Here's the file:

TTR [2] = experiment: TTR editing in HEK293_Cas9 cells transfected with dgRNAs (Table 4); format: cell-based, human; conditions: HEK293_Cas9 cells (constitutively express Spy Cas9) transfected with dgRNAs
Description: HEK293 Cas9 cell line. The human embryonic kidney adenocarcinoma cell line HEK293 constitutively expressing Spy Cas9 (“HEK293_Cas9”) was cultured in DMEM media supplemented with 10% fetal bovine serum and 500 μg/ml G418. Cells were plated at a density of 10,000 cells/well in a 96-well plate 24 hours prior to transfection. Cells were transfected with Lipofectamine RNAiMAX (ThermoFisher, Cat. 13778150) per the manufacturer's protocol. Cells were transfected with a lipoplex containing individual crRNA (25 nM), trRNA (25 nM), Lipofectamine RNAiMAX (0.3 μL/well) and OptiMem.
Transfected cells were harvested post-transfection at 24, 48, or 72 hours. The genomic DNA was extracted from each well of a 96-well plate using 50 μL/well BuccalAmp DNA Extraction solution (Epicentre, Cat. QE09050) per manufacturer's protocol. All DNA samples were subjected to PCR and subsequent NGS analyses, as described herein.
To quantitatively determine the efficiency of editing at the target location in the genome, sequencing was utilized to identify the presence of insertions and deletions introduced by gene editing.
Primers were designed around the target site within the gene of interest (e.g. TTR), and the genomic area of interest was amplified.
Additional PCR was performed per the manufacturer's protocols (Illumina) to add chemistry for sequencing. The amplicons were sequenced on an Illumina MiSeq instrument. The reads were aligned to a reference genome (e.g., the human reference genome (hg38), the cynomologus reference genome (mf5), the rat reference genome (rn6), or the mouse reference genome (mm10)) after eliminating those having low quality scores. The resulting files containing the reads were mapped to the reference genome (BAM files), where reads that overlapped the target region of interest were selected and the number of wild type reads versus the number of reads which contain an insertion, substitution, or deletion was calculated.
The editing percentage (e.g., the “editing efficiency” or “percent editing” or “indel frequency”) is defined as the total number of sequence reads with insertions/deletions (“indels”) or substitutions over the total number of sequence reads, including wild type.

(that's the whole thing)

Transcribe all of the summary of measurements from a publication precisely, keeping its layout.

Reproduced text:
TTR [2] = experiment: TTR editing in HEK293_Cas9 cells transfected with dgRNAs (Table 4); format: cell-based, human; conditions: HEK293_Cas9 cells (constitutively express Spy Cas9) transfected with dgRNAs
Description: HEK293 Cas9 cell line. The human embryonic kidney adenocarcinoma cell line HEK293 constitutively expressing Spy Cas9 (“HEK293_Cas9”) was cultured in DMEM media supplemented with 10% fetal bovine serum and 500 μg/ml G418. Cells were plated at a density of 10,000 cells/well in a 96-well plate 24 hours prior to transfection. Cells were transfected with Lipofectamine RNAiMAX (ThermoFisher, Cat. 13778150) per the manufacturer's protocol. Cells were transfected with a lipoplex containing individual crRNA (25 nM), trRNA (25 nM), Lipofectamine RNAiMAX (0.3 μL/well) and OptiMem.
Transfected cells were harvested post-transfection at 24, 48, or 72 hours. The genomic DNA was extracted from each well of a 96-well plate using 50 μL/well BuccalAmp DNA Extraction solution (Epicentre, Cat. QE09050) per manufacturer's protocol. All DNA samples were subjected to PCR and subsequent NGS analyses, as described herein.
To quantitatively determine the efficiency of editing at the target location in the genome, sequencing was utilized to identify the presence of insertions and deletions introduced by gene editing.
Primers were designed around the target site within the gene of interest (e.g. TTR), and the genomic area of interest was amplified.
Additional PCR was performed per the manufacturer's protocols (Illumina) to add chemistry for sequencing. The amplicons were sequenced on an Illumina MiSeq instrument. The reads were aligned to a reference genome (e.g., the human reference genome (hg38), the cynomologus reference genome (mf5), the rat reference genome (rn6), or the mouse reference genome (mm10)) after eliminating those having low quality scores. The resulting files containing the reads were mapped to the reference genome (BAM files), where reads that overlapped the target region of interest were selected and the number of wild type reads versus the number of reads which contain an insertion, substitution, or deletion was calculated.
The editing percentage (e.g., the “editing efficiency” or “percent editing” or “indel frequency”) is defined as the total number of sequence reads with insertions/deletions (“indels”) or substitutions over the total number of sequence reads, including wild type.